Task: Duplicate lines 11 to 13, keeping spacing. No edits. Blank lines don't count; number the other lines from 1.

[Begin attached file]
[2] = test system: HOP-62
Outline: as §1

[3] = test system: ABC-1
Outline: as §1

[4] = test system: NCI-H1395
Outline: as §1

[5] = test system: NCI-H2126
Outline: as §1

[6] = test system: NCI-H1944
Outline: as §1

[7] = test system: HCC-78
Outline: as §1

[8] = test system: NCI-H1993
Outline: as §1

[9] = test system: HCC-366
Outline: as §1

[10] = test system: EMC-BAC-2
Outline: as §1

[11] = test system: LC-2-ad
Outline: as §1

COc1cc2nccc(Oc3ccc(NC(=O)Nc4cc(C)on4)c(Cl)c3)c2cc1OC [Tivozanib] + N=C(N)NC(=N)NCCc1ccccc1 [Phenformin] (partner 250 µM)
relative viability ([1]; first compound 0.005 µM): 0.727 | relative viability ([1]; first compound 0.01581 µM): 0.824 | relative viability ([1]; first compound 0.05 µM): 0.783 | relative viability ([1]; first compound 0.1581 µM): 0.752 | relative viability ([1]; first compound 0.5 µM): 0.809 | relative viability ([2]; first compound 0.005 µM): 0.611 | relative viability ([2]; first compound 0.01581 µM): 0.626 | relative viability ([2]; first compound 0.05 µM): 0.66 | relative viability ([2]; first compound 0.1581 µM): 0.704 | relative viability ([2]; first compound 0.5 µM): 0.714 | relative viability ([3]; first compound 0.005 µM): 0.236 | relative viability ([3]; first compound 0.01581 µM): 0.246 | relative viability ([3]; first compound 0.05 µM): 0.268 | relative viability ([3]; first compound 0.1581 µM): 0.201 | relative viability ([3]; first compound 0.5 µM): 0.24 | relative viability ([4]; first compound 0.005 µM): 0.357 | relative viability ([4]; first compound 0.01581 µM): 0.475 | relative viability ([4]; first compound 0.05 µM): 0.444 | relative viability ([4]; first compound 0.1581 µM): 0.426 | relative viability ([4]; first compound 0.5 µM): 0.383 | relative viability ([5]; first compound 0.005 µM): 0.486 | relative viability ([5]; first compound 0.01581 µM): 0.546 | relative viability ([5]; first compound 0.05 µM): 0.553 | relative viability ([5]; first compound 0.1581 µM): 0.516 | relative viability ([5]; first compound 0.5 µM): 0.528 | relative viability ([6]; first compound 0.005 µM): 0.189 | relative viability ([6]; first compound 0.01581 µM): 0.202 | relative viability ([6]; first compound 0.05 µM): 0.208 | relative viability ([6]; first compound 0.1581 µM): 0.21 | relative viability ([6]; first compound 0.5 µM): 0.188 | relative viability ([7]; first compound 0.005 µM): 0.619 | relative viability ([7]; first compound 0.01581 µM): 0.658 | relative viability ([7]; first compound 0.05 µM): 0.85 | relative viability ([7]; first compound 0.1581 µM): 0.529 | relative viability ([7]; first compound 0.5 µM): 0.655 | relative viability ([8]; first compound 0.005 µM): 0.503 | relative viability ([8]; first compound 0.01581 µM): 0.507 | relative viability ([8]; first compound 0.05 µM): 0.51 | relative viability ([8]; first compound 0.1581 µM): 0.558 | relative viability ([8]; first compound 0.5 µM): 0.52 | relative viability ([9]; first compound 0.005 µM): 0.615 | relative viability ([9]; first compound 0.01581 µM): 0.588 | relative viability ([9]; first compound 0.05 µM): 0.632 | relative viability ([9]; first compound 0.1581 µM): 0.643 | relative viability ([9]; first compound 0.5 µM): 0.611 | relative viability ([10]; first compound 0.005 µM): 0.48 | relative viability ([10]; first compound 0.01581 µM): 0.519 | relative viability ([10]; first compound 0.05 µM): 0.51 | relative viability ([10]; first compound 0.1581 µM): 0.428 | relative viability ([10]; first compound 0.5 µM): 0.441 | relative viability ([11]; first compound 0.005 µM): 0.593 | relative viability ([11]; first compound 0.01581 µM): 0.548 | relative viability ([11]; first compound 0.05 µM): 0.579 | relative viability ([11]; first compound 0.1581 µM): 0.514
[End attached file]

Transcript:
[7] = test system: HCC-78
Outline: as §1

[8] = test system: NCI-H1993